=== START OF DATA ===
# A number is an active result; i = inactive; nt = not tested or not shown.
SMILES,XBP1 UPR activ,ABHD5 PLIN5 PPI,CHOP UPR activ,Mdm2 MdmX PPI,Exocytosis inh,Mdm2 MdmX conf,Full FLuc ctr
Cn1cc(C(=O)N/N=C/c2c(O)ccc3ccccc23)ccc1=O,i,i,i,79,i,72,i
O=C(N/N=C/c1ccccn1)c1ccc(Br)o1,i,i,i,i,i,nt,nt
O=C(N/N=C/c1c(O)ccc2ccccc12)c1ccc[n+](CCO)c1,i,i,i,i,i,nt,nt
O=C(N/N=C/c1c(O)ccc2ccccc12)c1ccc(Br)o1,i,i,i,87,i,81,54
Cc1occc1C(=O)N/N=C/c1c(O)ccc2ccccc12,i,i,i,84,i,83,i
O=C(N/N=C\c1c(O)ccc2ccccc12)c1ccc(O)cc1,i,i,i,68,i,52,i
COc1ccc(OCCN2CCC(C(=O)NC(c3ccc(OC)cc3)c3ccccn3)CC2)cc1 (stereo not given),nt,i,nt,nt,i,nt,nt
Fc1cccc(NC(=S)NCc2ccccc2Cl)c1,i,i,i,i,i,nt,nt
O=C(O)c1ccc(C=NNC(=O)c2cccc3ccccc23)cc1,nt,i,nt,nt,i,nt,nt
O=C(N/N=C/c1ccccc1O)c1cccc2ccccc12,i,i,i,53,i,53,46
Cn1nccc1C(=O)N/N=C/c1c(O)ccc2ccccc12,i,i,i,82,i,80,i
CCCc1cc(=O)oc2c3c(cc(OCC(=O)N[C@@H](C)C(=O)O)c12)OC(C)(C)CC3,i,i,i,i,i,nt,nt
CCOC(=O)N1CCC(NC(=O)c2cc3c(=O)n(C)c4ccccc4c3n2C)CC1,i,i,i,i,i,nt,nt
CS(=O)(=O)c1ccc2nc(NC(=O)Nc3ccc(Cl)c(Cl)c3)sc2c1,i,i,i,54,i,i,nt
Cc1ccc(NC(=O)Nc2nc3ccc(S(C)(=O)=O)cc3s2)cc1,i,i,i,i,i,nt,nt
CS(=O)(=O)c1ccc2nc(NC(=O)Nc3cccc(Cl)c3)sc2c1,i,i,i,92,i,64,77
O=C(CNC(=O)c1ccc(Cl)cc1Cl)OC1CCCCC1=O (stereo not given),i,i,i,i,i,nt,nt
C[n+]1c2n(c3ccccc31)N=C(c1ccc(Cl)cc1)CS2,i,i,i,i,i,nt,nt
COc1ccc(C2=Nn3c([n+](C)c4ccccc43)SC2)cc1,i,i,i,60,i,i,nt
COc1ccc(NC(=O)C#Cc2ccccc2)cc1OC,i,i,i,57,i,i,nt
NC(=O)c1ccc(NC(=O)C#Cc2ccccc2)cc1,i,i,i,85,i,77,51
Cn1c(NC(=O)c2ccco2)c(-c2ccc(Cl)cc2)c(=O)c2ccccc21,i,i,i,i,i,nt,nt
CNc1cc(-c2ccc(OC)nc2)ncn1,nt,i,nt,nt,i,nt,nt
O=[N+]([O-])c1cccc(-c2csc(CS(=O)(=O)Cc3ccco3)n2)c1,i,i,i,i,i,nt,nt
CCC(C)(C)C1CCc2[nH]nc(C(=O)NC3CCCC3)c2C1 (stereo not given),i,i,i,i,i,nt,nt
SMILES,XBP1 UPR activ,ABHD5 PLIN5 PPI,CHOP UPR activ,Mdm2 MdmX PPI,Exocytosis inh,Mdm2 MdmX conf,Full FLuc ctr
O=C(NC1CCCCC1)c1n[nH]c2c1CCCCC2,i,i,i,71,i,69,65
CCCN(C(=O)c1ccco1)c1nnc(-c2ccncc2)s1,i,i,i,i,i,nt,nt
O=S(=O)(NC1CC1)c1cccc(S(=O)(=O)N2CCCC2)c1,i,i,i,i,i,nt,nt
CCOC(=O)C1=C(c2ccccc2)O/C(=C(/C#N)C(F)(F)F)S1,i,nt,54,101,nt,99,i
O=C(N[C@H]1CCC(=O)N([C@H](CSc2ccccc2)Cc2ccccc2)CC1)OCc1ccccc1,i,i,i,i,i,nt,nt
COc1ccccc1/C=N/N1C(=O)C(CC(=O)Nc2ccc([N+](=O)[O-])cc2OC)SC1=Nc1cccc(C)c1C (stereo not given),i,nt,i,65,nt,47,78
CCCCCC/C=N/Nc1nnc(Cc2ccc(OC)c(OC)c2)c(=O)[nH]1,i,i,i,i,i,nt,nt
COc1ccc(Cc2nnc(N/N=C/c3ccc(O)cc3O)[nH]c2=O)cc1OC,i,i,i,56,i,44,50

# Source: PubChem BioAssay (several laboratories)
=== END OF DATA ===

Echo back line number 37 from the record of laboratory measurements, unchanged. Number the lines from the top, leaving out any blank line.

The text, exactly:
# Source: PubChem BioAssay (several laboratories)